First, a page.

Can you teach an old dog new tricks?

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It is a "pupular" belief that you can't teach an old dog new tricks.

However, I have three dogs, and one of them is 11-years-old. When he was a puppy, we taught him the basics, like sit, stay, paw, etc. But last summer, we wanted to teach him a couple more. Surprisingly, he learned just as well. It might have taken a little more time to teach him, but he still understood. 

In a similar experiment, two Mythbusters, Jamie Hyenman and Adam Savage, from Discovery Channel tried to train two seven-year-old Alaskan malamutes who had never learned a trick before. After only four days, Hyenman and Savage taught both dogs five tricks! And malamutes are known for being stubborn dogs, so this experiment definitely proved the myth wrong. 

It might be slightly more difficult to train an older dog than a puppy. This is because older dogs have made life-long habits that might be hard to break. However, older pets have also gained a closer relationship to the owner, making certain aspects of training easier. 

An article by "Puppy Education" has three main tips for training older dogs. It says to be patient, use other dogs as examples, and give a reward for good behavior. This article discusses how dogs are animals that naturally love praise and want to make their owner happy, so with the right methods, any dog--no matter what the age--should be able to be taught a new trick.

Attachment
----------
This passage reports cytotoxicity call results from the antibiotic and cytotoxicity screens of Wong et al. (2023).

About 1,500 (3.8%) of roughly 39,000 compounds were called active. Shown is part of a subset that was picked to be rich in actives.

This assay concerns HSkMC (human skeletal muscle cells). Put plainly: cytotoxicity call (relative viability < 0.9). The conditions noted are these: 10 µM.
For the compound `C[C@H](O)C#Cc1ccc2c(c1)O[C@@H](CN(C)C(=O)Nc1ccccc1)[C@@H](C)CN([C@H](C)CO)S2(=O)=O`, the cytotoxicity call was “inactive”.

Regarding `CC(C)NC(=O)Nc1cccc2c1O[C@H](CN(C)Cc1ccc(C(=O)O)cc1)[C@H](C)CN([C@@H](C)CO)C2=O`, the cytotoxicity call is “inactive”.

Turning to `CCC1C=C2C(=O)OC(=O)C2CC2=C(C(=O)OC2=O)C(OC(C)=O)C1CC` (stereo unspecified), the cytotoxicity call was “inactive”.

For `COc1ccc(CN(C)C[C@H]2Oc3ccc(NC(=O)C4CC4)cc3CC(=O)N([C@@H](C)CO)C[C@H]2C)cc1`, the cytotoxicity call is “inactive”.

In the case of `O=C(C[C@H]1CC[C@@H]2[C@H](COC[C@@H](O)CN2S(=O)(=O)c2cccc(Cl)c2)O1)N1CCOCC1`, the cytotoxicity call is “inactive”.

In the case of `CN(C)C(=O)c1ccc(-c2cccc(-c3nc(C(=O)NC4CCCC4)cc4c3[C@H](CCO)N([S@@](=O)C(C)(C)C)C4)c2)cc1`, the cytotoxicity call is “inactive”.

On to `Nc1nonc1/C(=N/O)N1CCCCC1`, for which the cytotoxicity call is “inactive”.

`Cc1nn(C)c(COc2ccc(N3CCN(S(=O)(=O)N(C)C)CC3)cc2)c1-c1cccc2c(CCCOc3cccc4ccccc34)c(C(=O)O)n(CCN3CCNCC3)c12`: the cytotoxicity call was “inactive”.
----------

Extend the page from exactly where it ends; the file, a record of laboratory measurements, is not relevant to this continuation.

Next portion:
My only suspicions with the idea that any dog can be taught a new trick is the idea that the owner is not a good trainer or the environment around the dog is too distracting. These could be extraneous variables that prevent a dog from learning.

Regardless, here is a video that gives a lot of useful tips for training older dogs. Every website stresses the importance of patience!

Photo by Petsami/Google Images

1 Comment

Hi Sierra,
I definitely agree with you and these studies that older dogs can be trained. It is easier to train them when their puppies because they have to learn one way to do things so it's easier to train them to do things the way you want. I also agree with the outside variables you brought up. I think the environment that a dog gets trained in is a big part. For example, there are many dogs in frats here at PSU that simply have too many distractions to get the proper training they need to be well behaved dogs.

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